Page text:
Integers Coprime to Zero

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Theorem

The only integers which are coprime to zero are $1$ and $-1$.

That is:

$n \in \Z: n \perp 0 \iff n \in \left\{{1, -1}\right\}$


In particular, note that two integers which are coprime to each other cannot both be $0$.


Proof

From the definition of coprime, we have:

$m \perp n \iff \gcd \left\{{m, n}\right\} = 1$

From the definition of greatest common divisor:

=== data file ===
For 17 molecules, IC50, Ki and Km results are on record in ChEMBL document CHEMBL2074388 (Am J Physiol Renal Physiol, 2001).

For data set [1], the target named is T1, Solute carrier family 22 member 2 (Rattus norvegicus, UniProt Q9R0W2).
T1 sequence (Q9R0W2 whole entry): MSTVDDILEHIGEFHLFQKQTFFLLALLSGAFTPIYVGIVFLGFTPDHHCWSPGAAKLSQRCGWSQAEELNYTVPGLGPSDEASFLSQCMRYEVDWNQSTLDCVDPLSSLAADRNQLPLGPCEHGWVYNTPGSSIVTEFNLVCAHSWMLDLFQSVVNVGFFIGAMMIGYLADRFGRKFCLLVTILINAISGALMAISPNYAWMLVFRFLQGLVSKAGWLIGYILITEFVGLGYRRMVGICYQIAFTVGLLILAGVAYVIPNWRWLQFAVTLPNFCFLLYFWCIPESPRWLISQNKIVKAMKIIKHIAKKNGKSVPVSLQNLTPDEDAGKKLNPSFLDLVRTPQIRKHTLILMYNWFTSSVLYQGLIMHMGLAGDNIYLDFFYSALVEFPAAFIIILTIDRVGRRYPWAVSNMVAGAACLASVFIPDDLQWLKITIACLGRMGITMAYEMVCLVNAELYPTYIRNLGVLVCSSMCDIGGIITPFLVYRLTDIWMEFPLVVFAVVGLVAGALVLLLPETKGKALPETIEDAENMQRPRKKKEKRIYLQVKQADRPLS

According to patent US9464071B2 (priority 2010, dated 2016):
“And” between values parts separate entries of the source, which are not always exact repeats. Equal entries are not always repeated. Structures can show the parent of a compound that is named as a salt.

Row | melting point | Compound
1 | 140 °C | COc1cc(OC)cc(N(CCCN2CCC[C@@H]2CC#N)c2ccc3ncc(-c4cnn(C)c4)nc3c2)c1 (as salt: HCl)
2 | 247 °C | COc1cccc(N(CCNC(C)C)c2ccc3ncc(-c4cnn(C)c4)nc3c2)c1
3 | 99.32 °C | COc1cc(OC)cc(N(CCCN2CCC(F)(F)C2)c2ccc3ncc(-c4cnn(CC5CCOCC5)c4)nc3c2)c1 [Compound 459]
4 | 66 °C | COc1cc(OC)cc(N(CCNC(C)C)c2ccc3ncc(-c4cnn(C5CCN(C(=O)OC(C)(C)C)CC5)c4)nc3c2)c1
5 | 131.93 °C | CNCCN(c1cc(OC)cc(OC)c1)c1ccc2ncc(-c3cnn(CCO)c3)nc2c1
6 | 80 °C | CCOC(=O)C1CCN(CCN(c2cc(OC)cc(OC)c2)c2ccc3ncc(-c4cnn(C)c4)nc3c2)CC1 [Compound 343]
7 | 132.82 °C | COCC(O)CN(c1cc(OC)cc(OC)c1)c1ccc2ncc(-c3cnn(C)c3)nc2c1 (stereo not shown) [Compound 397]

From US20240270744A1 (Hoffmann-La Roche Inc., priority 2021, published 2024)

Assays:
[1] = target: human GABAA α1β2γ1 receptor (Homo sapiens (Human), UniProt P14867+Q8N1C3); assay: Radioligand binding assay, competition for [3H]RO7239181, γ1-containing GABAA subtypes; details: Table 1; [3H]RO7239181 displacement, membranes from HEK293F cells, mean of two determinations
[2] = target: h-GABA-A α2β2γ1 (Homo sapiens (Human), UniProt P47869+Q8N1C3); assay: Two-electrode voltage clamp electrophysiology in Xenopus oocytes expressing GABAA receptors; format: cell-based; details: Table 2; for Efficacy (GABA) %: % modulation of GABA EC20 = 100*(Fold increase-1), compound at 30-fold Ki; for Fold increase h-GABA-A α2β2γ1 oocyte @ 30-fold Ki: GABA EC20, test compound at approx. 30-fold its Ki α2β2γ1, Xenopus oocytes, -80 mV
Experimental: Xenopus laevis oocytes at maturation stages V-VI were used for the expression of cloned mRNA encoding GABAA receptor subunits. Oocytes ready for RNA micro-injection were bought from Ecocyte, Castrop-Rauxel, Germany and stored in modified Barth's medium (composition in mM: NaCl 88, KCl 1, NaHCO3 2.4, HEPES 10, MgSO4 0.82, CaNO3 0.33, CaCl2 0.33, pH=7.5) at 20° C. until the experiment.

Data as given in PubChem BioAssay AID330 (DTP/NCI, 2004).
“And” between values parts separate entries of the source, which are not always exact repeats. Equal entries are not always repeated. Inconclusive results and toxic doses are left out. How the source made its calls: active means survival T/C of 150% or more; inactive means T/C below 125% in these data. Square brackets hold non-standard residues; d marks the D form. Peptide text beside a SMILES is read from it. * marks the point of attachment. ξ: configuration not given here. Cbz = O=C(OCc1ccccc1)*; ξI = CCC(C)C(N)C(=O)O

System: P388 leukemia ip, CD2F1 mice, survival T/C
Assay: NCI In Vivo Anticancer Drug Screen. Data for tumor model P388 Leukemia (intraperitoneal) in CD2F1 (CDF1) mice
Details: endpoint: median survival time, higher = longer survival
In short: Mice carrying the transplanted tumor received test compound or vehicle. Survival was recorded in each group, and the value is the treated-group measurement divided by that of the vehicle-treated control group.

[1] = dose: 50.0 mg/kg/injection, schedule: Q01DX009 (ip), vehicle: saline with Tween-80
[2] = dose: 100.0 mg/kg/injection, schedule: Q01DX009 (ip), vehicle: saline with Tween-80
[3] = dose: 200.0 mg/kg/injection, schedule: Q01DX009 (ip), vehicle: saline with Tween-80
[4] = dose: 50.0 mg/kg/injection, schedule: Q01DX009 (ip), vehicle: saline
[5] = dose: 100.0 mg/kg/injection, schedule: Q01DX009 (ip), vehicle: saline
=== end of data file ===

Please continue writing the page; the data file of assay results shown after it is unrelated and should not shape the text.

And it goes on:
$\gcd \left\{{n, 0}\right\} = \left|{n}\right|$

where $\left|{n}\right|$ is the absolute value of $n$.


Let $n \in \left\{{1, -1}\right\}$.

Then:

$\gcd \left\{{n, 0}\right\} = \left|{n}\right| = 1$

and so $n \perp 0$.


Now suppose $n \notin \left\{{1, -1}\right\}$.

If $n = 0$ then $\gcd \left\{{n, 0}\right\}$ is not defined.

If $n \ne 0$ then:

$\gcd \left\{{n, 0}\right\} = \left|{n}\right| \ne 1$

$\blacksquare$


Sources